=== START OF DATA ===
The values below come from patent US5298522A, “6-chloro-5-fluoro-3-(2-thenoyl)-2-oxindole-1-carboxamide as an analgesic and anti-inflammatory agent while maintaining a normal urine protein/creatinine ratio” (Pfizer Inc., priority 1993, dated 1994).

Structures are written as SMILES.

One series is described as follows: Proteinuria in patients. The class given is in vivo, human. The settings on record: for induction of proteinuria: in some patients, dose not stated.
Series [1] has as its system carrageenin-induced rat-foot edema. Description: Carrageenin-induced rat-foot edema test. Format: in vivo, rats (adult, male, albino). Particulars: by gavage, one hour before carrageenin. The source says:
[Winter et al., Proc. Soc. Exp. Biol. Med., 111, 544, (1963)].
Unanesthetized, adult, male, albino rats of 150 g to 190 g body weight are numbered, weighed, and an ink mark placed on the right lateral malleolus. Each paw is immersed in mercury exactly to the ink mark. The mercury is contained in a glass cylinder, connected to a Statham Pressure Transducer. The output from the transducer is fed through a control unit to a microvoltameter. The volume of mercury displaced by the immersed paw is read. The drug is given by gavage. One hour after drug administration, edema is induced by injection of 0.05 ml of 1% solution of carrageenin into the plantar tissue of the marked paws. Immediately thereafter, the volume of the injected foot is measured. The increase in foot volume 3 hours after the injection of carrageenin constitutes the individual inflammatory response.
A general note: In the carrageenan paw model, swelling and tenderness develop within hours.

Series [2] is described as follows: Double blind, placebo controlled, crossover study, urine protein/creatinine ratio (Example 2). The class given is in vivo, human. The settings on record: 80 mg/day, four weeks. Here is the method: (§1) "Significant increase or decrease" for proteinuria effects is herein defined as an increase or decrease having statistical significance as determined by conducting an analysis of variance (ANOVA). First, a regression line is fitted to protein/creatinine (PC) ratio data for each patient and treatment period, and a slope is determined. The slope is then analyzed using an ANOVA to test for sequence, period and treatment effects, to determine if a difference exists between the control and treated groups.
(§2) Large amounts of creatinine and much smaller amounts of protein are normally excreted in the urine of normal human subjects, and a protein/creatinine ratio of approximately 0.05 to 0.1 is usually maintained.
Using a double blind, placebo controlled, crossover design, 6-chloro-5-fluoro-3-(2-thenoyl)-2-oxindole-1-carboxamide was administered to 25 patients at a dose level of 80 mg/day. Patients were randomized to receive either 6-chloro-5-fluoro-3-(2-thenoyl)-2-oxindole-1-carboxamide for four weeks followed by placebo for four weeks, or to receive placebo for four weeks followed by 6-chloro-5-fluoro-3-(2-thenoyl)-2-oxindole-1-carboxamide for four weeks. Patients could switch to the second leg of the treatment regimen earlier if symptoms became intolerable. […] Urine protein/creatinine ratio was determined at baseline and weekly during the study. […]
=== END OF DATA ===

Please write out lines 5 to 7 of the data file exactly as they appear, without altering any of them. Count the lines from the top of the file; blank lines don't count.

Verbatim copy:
[Winter et al., Proc. Soc. Exp. Biol. Med., 111, 544, (1963)].
Unanesthetized, adult, male, albino rats of 150 g to 190 g body weight are numbered, weighed, and an ink mark placed on the right lateral malleolus. Each paw is immersed in mercury exactly to the ink mark. The mercury is contained in a glass cylinder, connected to a Statham Pressure Transducer. The output from the transducer is fed through a control unit to a microvoltameter. The volume of mercury displaced by the immersed paw is read. The drug is given by gavage. One hour after drug administration, edema is induced by injection of 0.05 ml of 1% solution of carrageenin into the plantar tissue of the marked paws. Immediately thereafter, the volume of the injected foot is measured. The increase in foot volume 3 hours after the injection of carrageenin constitutes the individual inflammatory response.
A general note: In the carrageenan paw model, swelling and tenderness develop within hours.